- Freelancers are typically very creative individuals with very flexible hours and flexible work locations. They are not typically known for their admin capabilities, efficient workload scheduling, prompt communication, or calendar awareness.
- Since most freelancers work remotely, if you need your freelancer to be local for the occasional face-to-face meeting, be sure to take that into consideration.
- The general pros for hiring a freelancer (versus a full-time employee) include: lower price (no social security tax, workers comp, or health insurance), lower risk (since it’s project-by-project, you can choose not to hire them again, vs an employee where there’s a lot more protocol and red-tape involved).
- The general cons for hiring a freelancer include: there’s no supervision since they generally work remotely, there’s no quality control on their work (unless it’s done by you), and they have a lower level of loyalty to your company and less understanding of your company’s vision. If you are looking for a loyal, long-term participant who buys into your company and your vision 100%, you may be looking for an employee or partner – not a freelancer.
So, how do you go about vetting and hiring the right freelancer for you?
Here’s a few steps you can take to help ensure the freelancer you hire is a good fit for you and your business:
- Determine the exact tasks or projects you can delegate to a freelancer. The general rule of thumb is that if anyone else can do it at least 80% as well as you can, then delegate it.
- Go to a reputable freelancer site, like com, and begin your research based on what it is you need done. Choose the three candidates that look best whose skills match your criteria.
- Take a look at the task or project that you need done and choose a very small portion or scope of that job to use as a test for your three candidates.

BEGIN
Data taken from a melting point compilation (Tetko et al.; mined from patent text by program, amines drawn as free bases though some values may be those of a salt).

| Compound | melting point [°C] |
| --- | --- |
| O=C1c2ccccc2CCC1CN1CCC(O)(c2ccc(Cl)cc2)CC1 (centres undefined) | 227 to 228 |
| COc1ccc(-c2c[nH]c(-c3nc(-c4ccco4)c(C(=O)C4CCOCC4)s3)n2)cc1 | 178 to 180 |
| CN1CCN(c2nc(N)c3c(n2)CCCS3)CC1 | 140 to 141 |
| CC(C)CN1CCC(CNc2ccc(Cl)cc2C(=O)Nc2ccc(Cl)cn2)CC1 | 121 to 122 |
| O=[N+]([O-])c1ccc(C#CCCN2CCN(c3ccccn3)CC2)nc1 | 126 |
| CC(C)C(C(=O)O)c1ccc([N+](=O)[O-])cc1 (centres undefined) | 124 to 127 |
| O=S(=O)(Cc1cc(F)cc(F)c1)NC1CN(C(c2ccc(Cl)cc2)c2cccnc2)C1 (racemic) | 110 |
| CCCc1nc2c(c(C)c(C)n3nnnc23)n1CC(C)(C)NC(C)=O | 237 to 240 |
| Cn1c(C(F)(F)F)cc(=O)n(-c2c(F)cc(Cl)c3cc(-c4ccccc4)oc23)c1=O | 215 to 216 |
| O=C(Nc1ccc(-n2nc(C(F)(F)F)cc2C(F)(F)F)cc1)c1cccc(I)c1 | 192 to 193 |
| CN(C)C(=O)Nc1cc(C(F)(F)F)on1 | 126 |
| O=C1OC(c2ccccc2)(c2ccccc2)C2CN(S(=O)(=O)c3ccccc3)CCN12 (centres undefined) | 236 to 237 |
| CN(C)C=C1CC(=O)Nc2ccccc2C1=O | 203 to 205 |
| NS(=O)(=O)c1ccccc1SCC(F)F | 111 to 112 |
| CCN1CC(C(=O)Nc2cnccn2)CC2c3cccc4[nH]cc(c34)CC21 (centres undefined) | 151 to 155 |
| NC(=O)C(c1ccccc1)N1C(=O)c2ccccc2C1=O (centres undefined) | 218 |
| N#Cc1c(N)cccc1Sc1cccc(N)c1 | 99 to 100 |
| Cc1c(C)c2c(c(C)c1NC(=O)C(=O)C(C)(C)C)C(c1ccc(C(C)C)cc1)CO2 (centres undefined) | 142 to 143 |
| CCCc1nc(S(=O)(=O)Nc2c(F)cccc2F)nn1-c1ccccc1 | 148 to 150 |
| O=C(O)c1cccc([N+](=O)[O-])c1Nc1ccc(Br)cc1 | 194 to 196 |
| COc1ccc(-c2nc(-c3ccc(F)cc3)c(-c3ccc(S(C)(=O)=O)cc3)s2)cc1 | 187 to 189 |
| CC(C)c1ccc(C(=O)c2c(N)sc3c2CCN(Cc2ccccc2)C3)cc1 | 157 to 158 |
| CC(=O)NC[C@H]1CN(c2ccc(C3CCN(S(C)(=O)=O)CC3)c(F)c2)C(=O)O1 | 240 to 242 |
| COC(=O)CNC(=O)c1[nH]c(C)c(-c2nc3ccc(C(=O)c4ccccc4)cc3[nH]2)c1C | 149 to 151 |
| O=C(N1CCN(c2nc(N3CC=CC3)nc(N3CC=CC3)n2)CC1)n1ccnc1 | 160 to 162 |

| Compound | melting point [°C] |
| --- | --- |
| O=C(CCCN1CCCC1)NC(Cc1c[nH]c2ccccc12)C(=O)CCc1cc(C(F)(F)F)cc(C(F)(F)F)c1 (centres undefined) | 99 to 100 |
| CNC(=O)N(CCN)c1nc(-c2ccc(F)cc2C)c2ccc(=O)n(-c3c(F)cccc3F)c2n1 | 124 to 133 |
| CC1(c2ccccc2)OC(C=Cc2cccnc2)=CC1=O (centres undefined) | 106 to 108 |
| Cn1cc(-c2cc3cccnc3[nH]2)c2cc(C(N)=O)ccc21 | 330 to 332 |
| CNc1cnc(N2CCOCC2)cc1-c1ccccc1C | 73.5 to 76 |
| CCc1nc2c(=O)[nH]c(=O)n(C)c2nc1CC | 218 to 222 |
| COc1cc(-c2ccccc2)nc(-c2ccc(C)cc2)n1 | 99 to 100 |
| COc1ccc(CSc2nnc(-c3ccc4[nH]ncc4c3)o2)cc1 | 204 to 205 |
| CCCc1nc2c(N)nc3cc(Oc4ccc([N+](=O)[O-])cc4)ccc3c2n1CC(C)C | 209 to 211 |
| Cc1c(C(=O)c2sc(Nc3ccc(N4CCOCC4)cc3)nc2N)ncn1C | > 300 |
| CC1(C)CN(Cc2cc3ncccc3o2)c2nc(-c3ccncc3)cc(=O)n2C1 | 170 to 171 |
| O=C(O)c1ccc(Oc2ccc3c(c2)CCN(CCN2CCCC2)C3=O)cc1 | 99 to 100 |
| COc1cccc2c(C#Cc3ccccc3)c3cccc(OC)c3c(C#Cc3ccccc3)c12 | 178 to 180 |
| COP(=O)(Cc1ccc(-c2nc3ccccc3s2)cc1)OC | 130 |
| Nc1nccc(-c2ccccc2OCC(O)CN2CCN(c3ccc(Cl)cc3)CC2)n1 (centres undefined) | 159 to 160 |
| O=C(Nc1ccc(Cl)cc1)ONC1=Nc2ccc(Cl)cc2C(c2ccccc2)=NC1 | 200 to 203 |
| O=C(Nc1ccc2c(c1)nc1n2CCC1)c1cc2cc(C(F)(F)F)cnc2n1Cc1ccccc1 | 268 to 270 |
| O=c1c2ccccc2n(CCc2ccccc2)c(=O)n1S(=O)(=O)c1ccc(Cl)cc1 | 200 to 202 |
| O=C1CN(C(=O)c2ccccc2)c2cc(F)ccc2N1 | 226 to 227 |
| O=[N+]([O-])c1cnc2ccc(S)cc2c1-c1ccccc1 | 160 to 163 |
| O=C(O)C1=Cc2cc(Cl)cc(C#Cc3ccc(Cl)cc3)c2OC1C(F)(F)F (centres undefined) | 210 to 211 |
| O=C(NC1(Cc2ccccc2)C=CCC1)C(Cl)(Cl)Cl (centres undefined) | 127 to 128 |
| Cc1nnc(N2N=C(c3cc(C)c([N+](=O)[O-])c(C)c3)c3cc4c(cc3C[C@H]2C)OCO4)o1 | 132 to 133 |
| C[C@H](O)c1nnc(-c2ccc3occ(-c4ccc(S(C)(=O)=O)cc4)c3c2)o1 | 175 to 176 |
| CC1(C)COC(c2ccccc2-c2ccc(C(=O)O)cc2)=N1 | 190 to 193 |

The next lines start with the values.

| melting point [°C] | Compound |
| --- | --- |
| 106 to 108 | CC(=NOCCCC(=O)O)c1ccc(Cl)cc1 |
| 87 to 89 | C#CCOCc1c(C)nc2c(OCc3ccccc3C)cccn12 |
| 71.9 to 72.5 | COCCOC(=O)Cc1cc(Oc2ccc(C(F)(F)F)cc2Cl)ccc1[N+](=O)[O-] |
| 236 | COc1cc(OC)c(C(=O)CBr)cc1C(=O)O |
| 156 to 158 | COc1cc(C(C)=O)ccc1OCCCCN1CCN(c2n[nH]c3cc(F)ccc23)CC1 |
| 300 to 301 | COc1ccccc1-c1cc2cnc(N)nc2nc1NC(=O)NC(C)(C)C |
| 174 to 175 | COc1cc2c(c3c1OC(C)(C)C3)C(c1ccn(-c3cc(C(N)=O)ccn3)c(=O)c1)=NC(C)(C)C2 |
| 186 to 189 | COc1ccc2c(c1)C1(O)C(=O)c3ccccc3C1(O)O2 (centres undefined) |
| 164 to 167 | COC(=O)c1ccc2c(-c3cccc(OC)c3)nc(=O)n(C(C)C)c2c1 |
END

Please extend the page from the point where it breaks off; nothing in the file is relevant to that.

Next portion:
- Send each candidate the exact same job with the exact same instructions and due date.
- Once you receive the jobs back from each candidate, closely compare all aspects of the experience you’ve had with each candidate. Which one did you feel you were able to communicate with best? Who did the best quality of work? Was it worth the money spent, or the time they took to do the job?
Remember, just because someone may be less expensive per hour – if they take three times as long to do the same quality of work as someone who was only twice as expensive, you’ll make out better in the long run hiring the Freelancer whose hourly rate is twice as much but can do it three times faster.
On our To Do lists and in piles on our desk we have benchmarks to manage our marketing, reminders for technology upgrades, sales reports, data entry, correspondence, financial reports, emails, phone calls, client appointments, websites to redo, articles to write, unexpected fires to put out, and so much more… and that’s just what’s going on in our professional life. Growing is a good thing – but along with it come the growing pains.
It’s okay, and even powerful, to know when we are not using our time, talents, and efforts efficiently. It’s okay to hire some help. Entrepreneurs don’t have a 9-to-5 kind of job, we have a when-our-eyes-open to when-our-eyes-close kind of life. We all need margin and down-time in order to maintain energy and efficiency and hiring a freelancer might be just what you need so you can be at your best – all the time.